Pregnancy and Hope
I started this blog as a way to cope with the loss of my previous pregnancy (amongst other reasons, but really… that was the main one). So, it seems appropriate to write about this current pregnancy, especially now that the news is out and the genetic testing came back normal. It also means that I can finally take a little bit of an exhale. I know parenting will never be easy, but getting past the 12-week mark and getting the testing back was a huge milestone. One that I had been desperately waiting and praying for.
But, let’s go back for a second. The past 41 weeks (not that I’m counting) were tough. Especially weeks 1-25 before we conceived. I knew we’d eventually want to try to get pregnant again, but it was real important to me that we wait until after the baby’s due date, which was in May. Low and behold my body and spirit were ready because guess what month we conceived in (yes, that’s right… May). My husband suspected I was pregnant before I did. I figured there was no way we’d conceive that quickly, especially since the doctors had warned us that it might not be as easy this time around. Plus, we chose to wait a bit instead of trying right away, which some people believe could make things more difficult. And we weren’t actively trying, but we also actively weren’t, I guess. After a day of debating whether or not I could be, I decided the extreme fatigue and boob soreness probably weren’t PMS and took a pregnancy test. 30 seconds later, our suspicions were confirmed by the positive symbol. We were going to have a baby. Except this time around, that’s not what I referred to it as. I took great strides to think of it exclusively as a pregnancy, and not a baby. That way, if G-d forbid there was anything wrong, I wouldn’t get too attached (good luck with that, right?)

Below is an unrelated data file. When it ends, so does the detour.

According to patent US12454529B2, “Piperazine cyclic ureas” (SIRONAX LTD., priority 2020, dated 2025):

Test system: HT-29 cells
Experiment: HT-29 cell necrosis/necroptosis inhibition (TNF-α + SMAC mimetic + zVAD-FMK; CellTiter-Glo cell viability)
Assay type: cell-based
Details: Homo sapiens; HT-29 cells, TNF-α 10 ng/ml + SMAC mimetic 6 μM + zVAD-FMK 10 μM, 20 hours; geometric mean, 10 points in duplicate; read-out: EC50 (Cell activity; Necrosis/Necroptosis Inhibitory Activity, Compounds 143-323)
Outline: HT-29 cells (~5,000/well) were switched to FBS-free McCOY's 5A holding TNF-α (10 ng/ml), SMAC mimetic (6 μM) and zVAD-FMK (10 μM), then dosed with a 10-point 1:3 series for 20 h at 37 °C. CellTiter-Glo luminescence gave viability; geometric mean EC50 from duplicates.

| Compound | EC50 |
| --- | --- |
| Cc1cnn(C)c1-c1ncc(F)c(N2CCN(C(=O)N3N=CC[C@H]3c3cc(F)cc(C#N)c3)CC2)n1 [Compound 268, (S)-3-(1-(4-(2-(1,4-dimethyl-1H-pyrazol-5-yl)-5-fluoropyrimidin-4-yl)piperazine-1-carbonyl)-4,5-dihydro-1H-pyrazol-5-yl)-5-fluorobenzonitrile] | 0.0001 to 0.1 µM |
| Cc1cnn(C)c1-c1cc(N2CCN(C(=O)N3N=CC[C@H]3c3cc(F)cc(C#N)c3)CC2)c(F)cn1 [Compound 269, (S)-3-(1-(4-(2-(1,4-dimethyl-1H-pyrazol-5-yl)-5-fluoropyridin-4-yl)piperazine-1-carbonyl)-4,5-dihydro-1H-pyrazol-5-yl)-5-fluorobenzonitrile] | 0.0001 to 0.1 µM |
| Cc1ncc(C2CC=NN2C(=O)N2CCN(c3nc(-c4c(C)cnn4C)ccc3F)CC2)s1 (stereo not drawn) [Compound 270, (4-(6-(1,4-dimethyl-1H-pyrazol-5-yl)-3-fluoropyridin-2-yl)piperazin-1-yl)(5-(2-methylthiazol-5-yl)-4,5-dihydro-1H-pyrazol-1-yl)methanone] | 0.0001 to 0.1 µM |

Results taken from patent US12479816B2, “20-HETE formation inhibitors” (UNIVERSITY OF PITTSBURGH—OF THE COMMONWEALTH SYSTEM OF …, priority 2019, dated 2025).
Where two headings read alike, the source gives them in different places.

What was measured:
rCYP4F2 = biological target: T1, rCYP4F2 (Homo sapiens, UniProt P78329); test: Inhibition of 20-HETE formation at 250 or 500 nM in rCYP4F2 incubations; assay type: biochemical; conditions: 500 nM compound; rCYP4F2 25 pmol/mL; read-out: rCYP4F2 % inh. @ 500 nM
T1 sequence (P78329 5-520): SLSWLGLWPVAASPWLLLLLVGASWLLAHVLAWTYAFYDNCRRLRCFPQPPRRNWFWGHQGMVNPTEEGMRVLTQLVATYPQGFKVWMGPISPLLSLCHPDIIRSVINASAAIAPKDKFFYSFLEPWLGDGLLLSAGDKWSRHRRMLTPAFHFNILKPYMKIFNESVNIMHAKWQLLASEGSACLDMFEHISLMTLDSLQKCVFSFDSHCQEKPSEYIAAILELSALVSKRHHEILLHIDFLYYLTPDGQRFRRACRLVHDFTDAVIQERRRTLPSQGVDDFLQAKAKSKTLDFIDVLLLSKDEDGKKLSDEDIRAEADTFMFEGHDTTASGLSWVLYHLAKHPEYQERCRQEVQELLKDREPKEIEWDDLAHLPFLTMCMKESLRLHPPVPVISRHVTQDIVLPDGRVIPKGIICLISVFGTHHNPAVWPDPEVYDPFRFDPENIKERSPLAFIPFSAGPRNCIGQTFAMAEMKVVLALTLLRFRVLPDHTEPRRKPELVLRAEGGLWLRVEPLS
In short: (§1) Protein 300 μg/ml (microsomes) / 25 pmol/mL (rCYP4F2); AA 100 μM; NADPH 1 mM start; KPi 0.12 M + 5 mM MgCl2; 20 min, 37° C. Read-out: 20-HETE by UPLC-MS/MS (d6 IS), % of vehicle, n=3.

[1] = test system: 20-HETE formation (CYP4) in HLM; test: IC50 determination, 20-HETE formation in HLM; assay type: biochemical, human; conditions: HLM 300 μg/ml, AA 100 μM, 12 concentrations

That wasn’t the only thing that was different this time around. Last time I couldn’t wait to tell everyone. Sure, we didn’t make a formal announcement, but I told my best friends shortly after the pregnancy tests, our parents before our first ultrasound, and everyone at my office knew around Week Ten when I thought I was out of the danger zone of miscarriage. This time we were very selective about who we told, and for the people that did know early on, thank you from the bottom of my heart for being my lifelines. And everyone we did tell, it came with the caveat of: But let’s just wait until we get the genetic testing done; let’s be cautiously optimistic.
I carried on as best I could as though I wasn’t pregnant (and with crippling morning sickness that had me losing weight my first trimester). Every doctor’s appointment, I’d take with a grain of salt. Sure, it was amazing to hear the heartbeat and see the baby moving around, but it had been amazing the first time, as well. I even asked my therapist if she thought it was problematic that I wasn’t bonding with my baby (who I referred to as the fetus or the pregnancy). But, when you go through trauma you learn to build up certain walls that protect you. Those were the walls I decided to build. And every doctor’s appointment was also a reminder that I was now a high-risk patient. There wasn’t even a question of whether or not I’d be doing the first trimester tests, it was now a question of how invasive I wanted them to be.
The countdown to the 12-week mark was excruciating. My poor husband had to endure the constant question: “Do you think everything will be okay this time around?” nearly daily. What could he answer besides yes. We had to remain cautiously optimistic, after all. So, I continued my routines, I went about my business, I did all the things I was supposed to do, and remained as tender as possible to the little bean growing inside me, but I tried not to get attached. And finally, the ten vials of blood were drawn, and two weeks later we were sitting in the same office where I had my CVS test waiting for the Nuchul Ultrasound— or “the first sign that something was wrong the first time” as I lovingly referred to it. I was scared. My husband said he was fine, but his leg wouldn’t stop shaking while we waited to be seen by the ultrasound tech. And this time, as the ultrasound tech took our baby’s measurements, she wasn’t silent, she was commenting how good our baby looked. That was the first good sign. Then we heard the measurement was only 1.4 cm, as opposed to the 4.1 cm previously (the fact that the numbers were exactly inverse was not a point lost on this pattern-seeking Virgo). That was another good sign.